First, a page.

“How To Evict Tenants With An Eviction Lawyer” written by Mike Marko.
Do you know how an eviction lawyer can help when it comes to evicting tenants?
When managing rental property businesses, encountering irresponsible tenants or those who who are bad payers of rent is inevitable. It’s a natural reaction for property managers to pursue evicting those kinds of tenants, particularly if the situation has already been happening for quite some time.
This, however, is not something that can be simply done out of a whim.
Property managers will require the help of eviction lawyers in handling these kinds of situations.Many experienced landlords or property managers consult lawyers in the majority of their decisions to avoid any violations of the rental laws.
Lawyers are there to help when they are making a lease agreement, negotiating contracts, and most especially when it comes to evicting tenants.
If you’re experiencing a dilemma and would like consult with an eviction lawyer, then this article can serve as a guide on how to go about it.
Successfully Using Eviction Lawyers
If you’re about to evict a tenant, consulting an eviction lawyer should be one of your priorities. The process of evicting a tenant is complicated and you need to make sure that you’re following the right procedure.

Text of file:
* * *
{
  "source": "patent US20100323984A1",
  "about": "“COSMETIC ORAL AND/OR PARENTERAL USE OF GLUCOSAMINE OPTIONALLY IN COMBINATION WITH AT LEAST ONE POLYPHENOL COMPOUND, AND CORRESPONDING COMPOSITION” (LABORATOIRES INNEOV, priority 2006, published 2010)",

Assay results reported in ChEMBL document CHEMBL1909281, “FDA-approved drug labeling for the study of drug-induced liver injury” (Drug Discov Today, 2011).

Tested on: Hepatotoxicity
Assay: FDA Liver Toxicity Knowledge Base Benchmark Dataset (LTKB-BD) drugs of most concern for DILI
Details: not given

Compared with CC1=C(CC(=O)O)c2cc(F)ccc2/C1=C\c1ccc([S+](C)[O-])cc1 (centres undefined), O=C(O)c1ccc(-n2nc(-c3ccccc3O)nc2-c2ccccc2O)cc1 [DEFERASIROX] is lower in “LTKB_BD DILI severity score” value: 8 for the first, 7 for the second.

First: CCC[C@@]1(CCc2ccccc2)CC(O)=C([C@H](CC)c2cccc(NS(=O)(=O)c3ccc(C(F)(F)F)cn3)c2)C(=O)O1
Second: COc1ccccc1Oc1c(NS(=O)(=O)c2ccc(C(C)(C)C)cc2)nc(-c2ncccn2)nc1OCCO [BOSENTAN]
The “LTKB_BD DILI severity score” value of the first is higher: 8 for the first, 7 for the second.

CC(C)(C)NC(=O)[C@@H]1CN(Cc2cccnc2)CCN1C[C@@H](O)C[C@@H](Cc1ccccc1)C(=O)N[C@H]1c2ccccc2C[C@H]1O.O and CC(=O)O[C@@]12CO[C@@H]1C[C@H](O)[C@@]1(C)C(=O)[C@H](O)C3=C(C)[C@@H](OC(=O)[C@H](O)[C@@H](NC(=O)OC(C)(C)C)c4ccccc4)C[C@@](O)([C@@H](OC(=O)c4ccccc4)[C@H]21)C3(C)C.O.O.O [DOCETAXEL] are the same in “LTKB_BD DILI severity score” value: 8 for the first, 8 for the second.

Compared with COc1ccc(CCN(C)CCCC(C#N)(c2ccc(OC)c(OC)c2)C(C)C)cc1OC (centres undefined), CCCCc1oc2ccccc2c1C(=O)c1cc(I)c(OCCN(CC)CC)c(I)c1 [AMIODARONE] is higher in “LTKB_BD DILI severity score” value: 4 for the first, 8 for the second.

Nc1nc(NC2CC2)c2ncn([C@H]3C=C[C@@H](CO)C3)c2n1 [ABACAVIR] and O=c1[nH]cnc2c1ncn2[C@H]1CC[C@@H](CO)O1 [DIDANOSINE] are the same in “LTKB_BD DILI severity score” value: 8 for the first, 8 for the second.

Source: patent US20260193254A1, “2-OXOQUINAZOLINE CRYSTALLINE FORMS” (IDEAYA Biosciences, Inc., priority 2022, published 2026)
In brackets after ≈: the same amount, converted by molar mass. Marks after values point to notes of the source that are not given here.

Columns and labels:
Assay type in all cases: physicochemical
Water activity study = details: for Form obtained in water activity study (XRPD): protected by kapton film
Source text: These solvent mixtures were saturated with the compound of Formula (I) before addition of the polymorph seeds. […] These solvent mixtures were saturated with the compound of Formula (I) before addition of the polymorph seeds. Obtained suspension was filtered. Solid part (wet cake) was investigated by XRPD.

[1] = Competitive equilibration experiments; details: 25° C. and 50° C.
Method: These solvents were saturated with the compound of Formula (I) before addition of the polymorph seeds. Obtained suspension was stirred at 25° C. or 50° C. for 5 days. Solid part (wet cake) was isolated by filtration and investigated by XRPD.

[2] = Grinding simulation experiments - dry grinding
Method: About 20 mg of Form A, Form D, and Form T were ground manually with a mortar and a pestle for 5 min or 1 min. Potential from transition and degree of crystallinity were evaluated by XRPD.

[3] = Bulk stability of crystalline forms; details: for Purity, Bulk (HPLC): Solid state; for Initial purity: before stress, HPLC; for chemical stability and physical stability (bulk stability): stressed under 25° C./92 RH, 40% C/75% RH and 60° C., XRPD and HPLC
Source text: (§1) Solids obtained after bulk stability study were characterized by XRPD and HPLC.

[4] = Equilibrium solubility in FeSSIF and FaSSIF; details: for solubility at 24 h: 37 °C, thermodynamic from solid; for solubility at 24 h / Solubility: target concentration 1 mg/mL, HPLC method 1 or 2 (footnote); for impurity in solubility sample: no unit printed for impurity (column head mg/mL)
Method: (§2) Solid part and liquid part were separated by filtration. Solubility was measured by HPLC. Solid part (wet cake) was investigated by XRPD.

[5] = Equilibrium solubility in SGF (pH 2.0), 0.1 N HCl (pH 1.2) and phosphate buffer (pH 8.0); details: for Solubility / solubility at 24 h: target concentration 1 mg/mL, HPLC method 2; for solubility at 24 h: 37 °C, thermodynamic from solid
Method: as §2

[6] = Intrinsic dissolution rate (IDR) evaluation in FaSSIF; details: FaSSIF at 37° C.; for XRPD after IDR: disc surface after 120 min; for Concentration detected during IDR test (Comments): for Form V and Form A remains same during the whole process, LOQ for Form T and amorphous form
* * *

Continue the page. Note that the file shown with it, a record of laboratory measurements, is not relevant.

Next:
This will increase your chances to win the eviction lawsuit, should the situation reach that far.
How do you evict a headache-inducing tenant? Let’s discuss the process below.
Common Reasons Of Eviction
First of all, you must have a valid reason for evicting a tenant before you can actually proceed to doing so. Property managers must receive a court order first before they can even lockout or evict a tenant from their property.
Here are the most common reasons for eviction:
1. The tenant is not paying rent.
The most common reason for eviction is the constant failure to pay the monthly rent. Any failure or delay of paying the rent can damage a relationship between the property manager and the tenant, possibly resulting in an eviction over time.
2. Excessive damages have been done to the property.
The tenant is responsible for taking care of the property. If there’s any damage that is done, it becomes a big deal for property managers. When the tenant is consistently not respecting you and your property, then it’s a good reason to evict them.
3. Illegal activities or violation of policies has been committed inside the rented property
As the property manager, your primary responsibility is to take care of your business and your tenants. You are accountable for keeping them away from any dangers. In fact, securing the safety of your tenants must be your primary concern.
If there’s a tenant who’s involved in crime or violating your policies, then evict them immediately. You must keep your rental property business away from any illegal activities or individuals to secure your other tenants’ safety.
When Do You Need An Eviction Lawyer?